@article{osti_22608643,
title = {3D camera assisted fully automated calibration of scanning laser Doppler vibrometers},
author = {Sels, Seppe, E-mail: Seppe.Sels@uantwerpen.be and Ribbens, Bart and Mertens, Luc and Vanlanduit, Steve},
abstractNote = {Scanning laser Doppler vibrometers (LDV) are used to measure full-field vibration shapes of products and structures. In most commercially available scanning laser Doppler vibrometer systems the user manually draws a grid of measurement locations on a 2D camera image of the product. The determination of the correct physical measurement locations can be a time consuming and diffcult task. In this paper we present a new methodology for product testing and quality control that integrates 3D imaging techniques with vibration measurements. This procedure allows to test prototypes in a shorter period because physical measurements locations will be located automatically. The proposed methodology uses a 3D time-of-flight camera to measure the location and orientation of the test-object. The 3D image of the time-of-flight camera is then matched with the 3D-CAD model of the object in which measurement locations are pre-defined. A time of flight camera operates strictly in the near infrared spectrum. To improve the signal to noise ratio in the time-of-flight measurement, a time-of-flight camera uses a band filter. As a result of this filter, the laser spot of most laser vibrometers is invisible in the time-of-flight image. Therefore a 2D RGB-camera is used to find the laser-spot of the vibrometer. The laser spot is matched to the 3D image obtained by the time-of-flight camera. Next an automatic calibration procedure is used to aim the laser at the (pre)defined locations. Another benefit from this methodology is that it incorporates automatic mapping between a CAD model and the vibration measurements. This mapping can be used to visualize measurements directly on a 3D CAD model. Secondly the orientation of the CAD model is known with respect to the laser beam. This information can be used to find the direction of the measured vibration relatively to the surface of the object. With this direction, the vibration measurements can be compared more precisely with numerical experiments.},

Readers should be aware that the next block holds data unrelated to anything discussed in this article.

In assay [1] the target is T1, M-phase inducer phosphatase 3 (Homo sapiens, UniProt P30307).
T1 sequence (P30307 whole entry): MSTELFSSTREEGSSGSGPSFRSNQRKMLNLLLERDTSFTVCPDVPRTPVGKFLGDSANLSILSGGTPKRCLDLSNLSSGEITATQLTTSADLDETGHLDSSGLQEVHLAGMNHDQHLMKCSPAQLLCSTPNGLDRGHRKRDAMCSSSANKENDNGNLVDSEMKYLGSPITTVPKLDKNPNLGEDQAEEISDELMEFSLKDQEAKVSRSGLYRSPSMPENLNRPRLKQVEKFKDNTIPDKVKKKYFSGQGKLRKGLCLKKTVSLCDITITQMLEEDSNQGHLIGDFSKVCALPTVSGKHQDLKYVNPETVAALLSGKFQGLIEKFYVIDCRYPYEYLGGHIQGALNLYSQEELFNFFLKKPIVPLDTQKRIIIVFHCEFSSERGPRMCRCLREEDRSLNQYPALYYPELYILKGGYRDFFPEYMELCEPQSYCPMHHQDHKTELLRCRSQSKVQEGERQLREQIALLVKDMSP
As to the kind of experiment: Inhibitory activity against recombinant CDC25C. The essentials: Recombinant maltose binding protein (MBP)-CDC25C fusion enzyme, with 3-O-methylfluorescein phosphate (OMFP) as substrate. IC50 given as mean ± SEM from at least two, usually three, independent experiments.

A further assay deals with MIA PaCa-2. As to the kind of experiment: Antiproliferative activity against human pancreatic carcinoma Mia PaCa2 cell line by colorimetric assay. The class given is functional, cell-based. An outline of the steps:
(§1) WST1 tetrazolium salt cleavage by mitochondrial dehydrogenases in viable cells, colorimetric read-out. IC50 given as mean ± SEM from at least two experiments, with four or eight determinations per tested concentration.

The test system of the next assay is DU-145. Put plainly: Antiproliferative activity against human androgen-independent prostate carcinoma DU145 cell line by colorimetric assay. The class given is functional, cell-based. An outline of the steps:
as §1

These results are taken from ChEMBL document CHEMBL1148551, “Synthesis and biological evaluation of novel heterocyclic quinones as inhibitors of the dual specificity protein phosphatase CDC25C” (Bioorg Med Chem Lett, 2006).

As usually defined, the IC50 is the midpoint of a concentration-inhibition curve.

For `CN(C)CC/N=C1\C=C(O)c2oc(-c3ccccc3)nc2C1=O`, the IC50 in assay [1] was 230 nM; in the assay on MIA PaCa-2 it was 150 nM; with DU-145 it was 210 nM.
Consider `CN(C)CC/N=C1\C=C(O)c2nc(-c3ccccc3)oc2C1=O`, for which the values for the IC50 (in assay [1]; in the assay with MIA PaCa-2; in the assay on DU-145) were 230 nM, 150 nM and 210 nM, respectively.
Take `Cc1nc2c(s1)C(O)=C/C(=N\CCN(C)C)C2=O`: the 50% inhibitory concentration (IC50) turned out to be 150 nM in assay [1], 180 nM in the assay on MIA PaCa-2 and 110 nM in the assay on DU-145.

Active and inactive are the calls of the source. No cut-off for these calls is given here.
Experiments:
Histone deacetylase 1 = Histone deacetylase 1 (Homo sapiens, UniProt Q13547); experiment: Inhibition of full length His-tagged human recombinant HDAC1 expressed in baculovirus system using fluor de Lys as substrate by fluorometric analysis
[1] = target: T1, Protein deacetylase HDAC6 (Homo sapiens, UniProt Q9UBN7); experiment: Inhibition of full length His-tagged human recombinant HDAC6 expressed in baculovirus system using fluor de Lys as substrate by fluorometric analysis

doi = {10.1063/1.4952688},
journal = {AIP Conference Proceedings},
number = 1,
volume = 1740,
place = {United States},
year = {Tue Jun 28 00:00:00 EDT 2016},
month = {Tue Jun 28 00:00:00 EDT 2016}
}